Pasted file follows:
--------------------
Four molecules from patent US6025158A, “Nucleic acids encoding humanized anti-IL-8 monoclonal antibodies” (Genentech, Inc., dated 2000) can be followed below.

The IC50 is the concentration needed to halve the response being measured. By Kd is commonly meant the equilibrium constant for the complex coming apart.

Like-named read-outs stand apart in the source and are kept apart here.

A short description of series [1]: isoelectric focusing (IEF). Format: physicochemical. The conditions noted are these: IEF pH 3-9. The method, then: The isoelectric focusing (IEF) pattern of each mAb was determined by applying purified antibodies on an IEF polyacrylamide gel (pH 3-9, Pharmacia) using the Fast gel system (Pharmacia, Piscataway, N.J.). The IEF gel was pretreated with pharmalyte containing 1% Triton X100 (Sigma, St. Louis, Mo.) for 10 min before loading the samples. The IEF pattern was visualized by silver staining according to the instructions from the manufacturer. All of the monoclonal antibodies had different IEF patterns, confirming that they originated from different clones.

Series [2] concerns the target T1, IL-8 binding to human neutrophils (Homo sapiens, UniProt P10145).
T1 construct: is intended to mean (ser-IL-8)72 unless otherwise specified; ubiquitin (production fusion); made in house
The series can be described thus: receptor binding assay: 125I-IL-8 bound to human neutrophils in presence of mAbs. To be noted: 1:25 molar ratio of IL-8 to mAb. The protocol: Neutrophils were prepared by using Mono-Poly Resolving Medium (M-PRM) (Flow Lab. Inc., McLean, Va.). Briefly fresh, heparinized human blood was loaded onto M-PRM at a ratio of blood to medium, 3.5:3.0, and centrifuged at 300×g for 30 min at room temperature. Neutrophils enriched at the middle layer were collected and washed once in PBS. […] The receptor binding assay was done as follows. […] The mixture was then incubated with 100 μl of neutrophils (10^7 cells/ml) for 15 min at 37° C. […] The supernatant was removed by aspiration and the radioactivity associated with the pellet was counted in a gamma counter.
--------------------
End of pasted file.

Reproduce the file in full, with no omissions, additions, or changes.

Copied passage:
Four molecules from patent US6025158A, “Nucleic acids encoding humanized anti-IL-8 monoclonal antibodies” (Genentech, Inc., dated 2000) can be followed below.

The IC50 is the concentration needed to halve the response being measured. By Kd is commonly meant the equilibrium constant for the complex coming apart.

Like-named read-outs stand apart in the source and are kept apart here.

A short description of series [1]: isoelectric focusing (IEF). Format: physicochemical. The conditions noted are these: IEF pH 3-9. The method, then: The isoelectric focusing (IEF) pattern of each mAb was determined by applying purified antibodies on an IEF polyacrylamide gel (pH 3-9, Pharmacia) using the Fast gel system (Pharmacia, Piscataway, N.J.). The IEF gel was pretreated with pharmalyte containing 1% Triton X100 (Sigma, St. Louis, Mo.) for 10 min before loading the samples. The IEF pattern was visualized by silver staining according to the instructions from the manufacturer. All of the monoclonal antibodies had different IEF patterns, confirming that they originated from different clones.

Series [2] concerns the target T1, IL-8 binding to human neutrophils (Homo sapiens, UniProt P10145).
T1 construct: is intended to mean (ser-IL-8)72 unless otherwise specified; ubiquitin (production fusion); made in house
The series can be described thus: receptor binding assay: 125I-IL-8 bound to human neutrophils in presence of mAbs. To be noted: 1:25 molar ratio of IL-8 to mAb. The protocol: Neutrophils were prepared by using Mono-Poly Resolving Medium (M-PRM) (Flow Lab. Inc., McLean, Va.). Briefly fresh, heparinized human blood was loaded onto M-PRM at a ratio of blood to medium, 3.5:3.0, and centrifuged at 300×g for 30 min at room temperature. Neutrophils enriched at the middle layer were collected and washed once in PBS. […] The receptor binding assay was done as follows. […] The mixture was then incubated with 100 μl of neutrophils (10^7 cells/ml) for 15 min at 37° C. […] The supernatant was removed by aspiration and the radioactivity associated with the pellet was counted in a gamma counter.